Therein lies a humbling lesson for salmon advocates. Listening to Tim Palmer or Rocky Barker discuss those four lower Snake dams, I hear an echo of the dam boosters in their belief about the immutable logic of removal. Dam opponents often sound like the missionaries who visit on Saturday afternoon. They know truth, and they are here to convert. I experienced this in spades after my piece in April on how technological changes at Round Butte Dam is possibly altering old assumptions about dams. One reader accused me of drinking the "Kool-Aid," and an editor wanted to know if I was really arguing that "we should throw in the towel on salmon recovery." I privately assured both I wasn't stoned and I still cared about wild salmon, but the exchanges reminded me that our ideas about nature reflect faith as much as science.
This can lead to intellectual rigidity, which is a liability in times of flux, and right now the historian in me thinks that environmental, social, and technological contexts are changing rapidly. As much as we might wish otherwise, this winter's massive snowpack is not the new normal. Every climatological study sees the West getting more arid [pdf] and more energy intensive over the next century, and the latest census reveals the West--already the most urban region of the country--is growing ever more urban.
Combine this with a report of significant declines in groundwater storage, and it sounds like westerners will be more, not less, dependent on dams to capture winter precipitation for drinking and irrigation. The energy grid is growing more diverse, with solar and wind providing a larger amounts of the supply and hydroelectricity also growing as smaller federal and private are retrofitted for generation. Each of these sources has an appeal because of the low carbon emission but also environmental costs. Solar arrays affect habit and construction produces toxic wastes and dependence on rare earth minerals from China. Wind generators take a toll on birds and annoy neighbors with sound pollution.
The litany of problems attending dams is legion and well known. They delay adult and juvenile salmon migration and enhance opportunities for predation. Impounded reservoirs are unnaturally warm. Spillways supersaturate nitrogen content. Turbines chew fish to bits. Dams are fish killers, no doubt about it, but to listen to dam opponents, you would think that engineers are at best dense and at worse malicious, yet the long list of technological innovations in the last two decades, many of which were forced by deserved pillorying of water management agencies and the application of Endangered Species Act listings, has had real effects. Screens are more effective [pdf], spills are better regulated, transport is better measured [pdf], and research is ongoing. I am not Dr. Pangloss. Real problems persist, but dam technology has not been static. The work at Round Butte Dam involves technologies that might be scalable to bigger or smaller reservoirs and thus vastly increase juvenile fish survival at dams. Studies there and elsewhere also show that structures as varied as Glen Canyon Dam and agricultural impoundments on the Canadian prairies can manage downstream water quality and temperatures, which will be increasingly important for fish species as the snowpack goes away.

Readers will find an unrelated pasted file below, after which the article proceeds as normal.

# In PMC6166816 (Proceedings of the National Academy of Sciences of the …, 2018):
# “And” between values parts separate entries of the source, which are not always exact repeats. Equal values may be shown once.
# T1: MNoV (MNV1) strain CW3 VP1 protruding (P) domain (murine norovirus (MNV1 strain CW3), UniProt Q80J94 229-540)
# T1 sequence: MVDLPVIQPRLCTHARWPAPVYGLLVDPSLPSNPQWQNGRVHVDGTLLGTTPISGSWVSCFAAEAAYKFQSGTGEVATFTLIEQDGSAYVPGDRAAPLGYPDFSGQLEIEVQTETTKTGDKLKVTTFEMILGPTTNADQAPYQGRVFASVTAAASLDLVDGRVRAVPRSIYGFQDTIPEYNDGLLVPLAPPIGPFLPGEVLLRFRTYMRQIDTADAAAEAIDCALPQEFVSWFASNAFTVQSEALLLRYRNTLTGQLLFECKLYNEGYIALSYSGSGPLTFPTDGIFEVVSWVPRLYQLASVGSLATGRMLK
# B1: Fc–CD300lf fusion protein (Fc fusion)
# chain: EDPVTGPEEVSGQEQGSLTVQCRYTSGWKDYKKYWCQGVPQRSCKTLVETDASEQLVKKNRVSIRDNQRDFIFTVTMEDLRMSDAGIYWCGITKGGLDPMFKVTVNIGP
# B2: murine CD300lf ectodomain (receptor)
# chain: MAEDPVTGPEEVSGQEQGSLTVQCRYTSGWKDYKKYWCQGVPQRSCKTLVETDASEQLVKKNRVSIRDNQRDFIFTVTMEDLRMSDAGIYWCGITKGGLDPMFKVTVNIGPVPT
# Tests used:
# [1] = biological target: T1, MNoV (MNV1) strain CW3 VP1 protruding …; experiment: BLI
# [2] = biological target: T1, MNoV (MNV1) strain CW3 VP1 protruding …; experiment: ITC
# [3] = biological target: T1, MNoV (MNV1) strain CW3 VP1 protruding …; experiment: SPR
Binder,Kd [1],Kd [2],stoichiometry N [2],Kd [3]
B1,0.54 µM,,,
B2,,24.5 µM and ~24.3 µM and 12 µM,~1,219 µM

The connection between the past and future is never a straight line. It is hard enough for me to connect the dots to the past, let alone the future, but the thing that keeps forcing me to reconsider dams and their role in the West is that only they address both the issue of power and water. Critics of the Bureau of Reclamation like to point out that the agency, which has a vested interest in building dams, has a long history of forecasting a need for more dams, but I know of no one who thinks the West won't get drier and more populous in the coming decades. Nor do I know anyone who thinks conservation measures can ameliorate all the coming stresses. With declining snowpacks and groundwater storage, it seems incumbent on dam opponents to explain how to offset the pressures of growth and aridity and climate change and warming rivers other than wishing people would go away.
Essays in the Range blog are not written by High Country News. The authors are solely responsible for the content.
Joseph Taylor teaches in the history department at Simon Fraser University, in Vancouver. He is the author of Pilgrims of the Vertical: Yosemite Rock Climbers and Nature at Risk, which won the National Outdoor Book Award, and Making Salmon: An Environmental History of the Northwest Fisheries Crisis, which won the American Society of Environmental History’s best book award. He lives in Oregon.
Image of lower Elwha dam courtesy Flickr user J Brew.